If the May jobs data does mark the turning point for the economy, then GDP growth should see a marked improvement in the third and fourth quarters of the year, possibly around 10-15%.
Even if the recession ends in the second quarter, the NBER likely won’t determine if it’s over for many months. Since the NBER’s inception in 1978, the bureau has declared an end to recessions usually about 15 months after the recession had already ended.
What might determine if the recession is short lived is government support. Congress has passed $2.9 trillion of aid for the economy. For perspective, this is the most amount of fiscal stimulus ever, even after adjusting for inflation.
The stimulus passed this year is only about 1/3 the size of FDR’s New Deal when measured as a percent of GDP, though. Given that there are still about 21 million people unemployed, it might be necessary for Congress to approve more stimulus so the economy is able to climb out of this recession.
The Federal Reserve (Fed), our nation’s central bank, is also supporting the economy.
The Fed is doing this by purchasing trillions of dollars of bonds to keep interest rates low. This has resulted in the Fed increasing its balance sheet from about $4 trillion (earlier this year) to a record $7.1 trillion. The Fed will need to keep short-term interest rates at zero for many more months to help support the economy.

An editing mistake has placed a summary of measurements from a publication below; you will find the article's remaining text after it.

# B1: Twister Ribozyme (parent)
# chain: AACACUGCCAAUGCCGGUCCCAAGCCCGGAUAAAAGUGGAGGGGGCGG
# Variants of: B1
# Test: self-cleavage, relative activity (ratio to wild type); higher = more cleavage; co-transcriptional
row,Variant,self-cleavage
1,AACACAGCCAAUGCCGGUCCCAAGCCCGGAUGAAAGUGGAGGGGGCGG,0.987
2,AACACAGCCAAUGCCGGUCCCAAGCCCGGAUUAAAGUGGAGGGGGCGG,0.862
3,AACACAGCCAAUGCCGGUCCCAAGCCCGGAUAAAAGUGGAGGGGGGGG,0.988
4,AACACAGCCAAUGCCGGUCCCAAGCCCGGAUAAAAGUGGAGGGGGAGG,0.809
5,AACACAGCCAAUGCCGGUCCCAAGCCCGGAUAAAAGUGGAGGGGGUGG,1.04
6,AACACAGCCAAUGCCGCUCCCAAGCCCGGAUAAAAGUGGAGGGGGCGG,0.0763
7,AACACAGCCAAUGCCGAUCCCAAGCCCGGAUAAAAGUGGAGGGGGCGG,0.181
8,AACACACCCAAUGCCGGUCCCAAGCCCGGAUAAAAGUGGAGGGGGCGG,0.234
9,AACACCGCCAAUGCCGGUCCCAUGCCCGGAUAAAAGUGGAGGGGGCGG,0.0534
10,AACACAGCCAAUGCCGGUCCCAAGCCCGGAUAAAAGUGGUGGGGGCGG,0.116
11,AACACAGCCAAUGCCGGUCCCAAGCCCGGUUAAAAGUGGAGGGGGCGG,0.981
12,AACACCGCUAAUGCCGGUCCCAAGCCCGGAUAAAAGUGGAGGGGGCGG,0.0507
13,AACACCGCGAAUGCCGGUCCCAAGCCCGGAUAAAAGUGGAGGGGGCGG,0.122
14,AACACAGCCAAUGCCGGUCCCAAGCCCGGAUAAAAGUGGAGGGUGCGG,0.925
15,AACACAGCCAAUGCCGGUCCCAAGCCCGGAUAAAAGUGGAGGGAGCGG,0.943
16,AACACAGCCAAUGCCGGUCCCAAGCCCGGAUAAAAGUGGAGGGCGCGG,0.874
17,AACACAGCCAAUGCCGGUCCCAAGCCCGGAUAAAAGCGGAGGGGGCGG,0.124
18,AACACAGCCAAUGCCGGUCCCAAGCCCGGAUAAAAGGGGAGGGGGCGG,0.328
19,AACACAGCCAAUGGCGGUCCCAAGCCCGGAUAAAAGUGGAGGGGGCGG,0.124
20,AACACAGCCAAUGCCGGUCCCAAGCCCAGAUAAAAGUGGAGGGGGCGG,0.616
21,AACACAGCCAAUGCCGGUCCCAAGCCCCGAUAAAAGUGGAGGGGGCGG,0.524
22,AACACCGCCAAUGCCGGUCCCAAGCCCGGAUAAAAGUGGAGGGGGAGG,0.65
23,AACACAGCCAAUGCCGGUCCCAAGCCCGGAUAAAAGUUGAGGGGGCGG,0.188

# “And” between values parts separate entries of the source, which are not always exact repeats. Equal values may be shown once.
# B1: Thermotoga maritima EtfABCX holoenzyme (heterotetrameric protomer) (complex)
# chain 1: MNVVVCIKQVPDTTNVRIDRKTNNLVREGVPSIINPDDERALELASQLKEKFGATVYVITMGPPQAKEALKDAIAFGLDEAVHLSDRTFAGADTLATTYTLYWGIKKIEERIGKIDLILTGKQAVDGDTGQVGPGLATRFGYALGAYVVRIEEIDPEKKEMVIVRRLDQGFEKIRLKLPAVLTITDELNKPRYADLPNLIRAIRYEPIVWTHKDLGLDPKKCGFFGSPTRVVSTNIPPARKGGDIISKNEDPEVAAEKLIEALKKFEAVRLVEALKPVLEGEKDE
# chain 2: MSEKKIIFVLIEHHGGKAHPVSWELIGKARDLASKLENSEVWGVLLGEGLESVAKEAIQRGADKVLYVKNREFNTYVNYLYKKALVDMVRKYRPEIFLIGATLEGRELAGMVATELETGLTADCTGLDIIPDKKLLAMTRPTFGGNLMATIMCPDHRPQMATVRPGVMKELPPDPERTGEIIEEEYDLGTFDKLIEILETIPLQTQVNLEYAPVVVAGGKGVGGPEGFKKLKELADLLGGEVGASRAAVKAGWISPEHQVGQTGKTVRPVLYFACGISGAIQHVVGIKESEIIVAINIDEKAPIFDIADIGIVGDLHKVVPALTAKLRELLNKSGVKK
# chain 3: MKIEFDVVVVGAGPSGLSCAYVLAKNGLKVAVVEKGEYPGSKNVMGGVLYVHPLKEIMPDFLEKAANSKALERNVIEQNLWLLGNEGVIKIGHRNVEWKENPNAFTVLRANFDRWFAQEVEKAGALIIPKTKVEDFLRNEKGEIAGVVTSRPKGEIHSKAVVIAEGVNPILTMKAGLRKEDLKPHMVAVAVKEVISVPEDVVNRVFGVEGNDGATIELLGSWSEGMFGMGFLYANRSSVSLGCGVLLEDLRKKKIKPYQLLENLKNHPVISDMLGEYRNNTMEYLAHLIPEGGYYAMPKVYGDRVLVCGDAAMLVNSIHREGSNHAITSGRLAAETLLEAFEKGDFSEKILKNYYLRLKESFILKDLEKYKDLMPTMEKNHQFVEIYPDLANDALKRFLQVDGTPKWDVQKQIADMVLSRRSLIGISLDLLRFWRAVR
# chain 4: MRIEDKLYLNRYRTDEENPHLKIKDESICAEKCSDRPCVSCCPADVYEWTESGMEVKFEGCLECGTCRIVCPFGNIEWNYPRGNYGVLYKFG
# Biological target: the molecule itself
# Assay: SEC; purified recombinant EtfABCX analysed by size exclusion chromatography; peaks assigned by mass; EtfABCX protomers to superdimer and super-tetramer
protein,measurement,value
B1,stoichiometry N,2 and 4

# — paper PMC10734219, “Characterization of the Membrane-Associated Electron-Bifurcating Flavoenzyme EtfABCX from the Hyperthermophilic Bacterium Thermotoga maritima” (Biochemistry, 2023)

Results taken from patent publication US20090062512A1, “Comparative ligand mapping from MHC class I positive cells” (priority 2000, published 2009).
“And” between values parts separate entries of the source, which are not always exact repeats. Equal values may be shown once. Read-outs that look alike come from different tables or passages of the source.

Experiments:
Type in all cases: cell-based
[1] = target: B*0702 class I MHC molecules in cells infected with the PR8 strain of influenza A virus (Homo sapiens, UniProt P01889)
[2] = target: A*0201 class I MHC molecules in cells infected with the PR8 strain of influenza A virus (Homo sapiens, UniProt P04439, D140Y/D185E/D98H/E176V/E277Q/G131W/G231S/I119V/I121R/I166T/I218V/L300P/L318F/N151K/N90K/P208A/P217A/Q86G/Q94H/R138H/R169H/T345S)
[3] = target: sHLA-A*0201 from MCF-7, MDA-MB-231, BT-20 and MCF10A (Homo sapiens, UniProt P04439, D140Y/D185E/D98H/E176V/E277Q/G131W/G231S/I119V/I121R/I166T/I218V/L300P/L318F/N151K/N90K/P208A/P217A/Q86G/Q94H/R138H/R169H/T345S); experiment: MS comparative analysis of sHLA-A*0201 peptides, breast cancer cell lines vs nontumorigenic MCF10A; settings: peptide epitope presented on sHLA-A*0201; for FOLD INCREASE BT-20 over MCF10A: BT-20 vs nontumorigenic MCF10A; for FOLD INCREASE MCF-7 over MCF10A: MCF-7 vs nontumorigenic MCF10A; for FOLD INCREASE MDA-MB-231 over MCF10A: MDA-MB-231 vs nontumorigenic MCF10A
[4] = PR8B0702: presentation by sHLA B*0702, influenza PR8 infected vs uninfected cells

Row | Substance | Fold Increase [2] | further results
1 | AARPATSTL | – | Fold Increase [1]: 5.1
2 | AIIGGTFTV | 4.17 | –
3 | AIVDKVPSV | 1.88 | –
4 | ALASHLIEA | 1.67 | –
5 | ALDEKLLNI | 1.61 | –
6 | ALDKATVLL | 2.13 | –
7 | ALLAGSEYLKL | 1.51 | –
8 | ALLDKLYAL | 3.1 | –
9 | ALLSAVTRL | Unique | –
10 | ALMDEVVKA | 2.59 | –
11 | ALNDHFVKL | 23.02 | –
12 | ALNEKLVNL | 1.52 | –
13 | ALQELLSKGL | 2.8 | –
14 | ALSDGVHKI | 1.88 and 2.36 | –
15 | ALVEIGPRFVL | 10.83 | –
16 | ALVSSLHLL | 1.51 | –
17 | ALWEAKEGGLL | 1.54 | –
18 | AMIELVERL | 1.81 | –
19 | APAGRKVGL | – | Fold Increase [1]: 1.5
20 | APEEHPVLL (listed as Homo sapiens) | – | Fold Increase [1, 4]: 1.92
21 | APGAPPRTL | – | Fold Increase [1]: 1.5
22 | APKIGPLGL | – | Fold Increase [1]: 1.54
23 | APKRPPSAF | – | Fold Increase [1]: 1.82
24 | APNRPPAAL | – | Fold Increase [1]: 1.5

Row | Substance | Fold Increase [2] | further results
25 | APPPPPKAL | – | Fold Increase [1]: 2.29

The exiting of the recession could be contingent on not just governmental support but also on a reduction in coronavirus cases.
New daily cases of COVID-19 in the U.S. have flattened; however, different states have different results. For example, new cases in New York have substantially decreased while California, Texas, and Florida are seeing more new infections (the white line represents the 7-day moving average of new daily cases). This suggests a real risk of a second wave.
Given all this economic information, what should investors do?
For investors, the word “recession” often incites fear, panic, and poor decision making due to behavioral finance. However, it’s important to remember that the economy is not the market. Case in point, often, the best buying opportunities occur during recessions. Historically, markets have struggled during the beginning part of a recession, but they often violently recover when investors least expect it.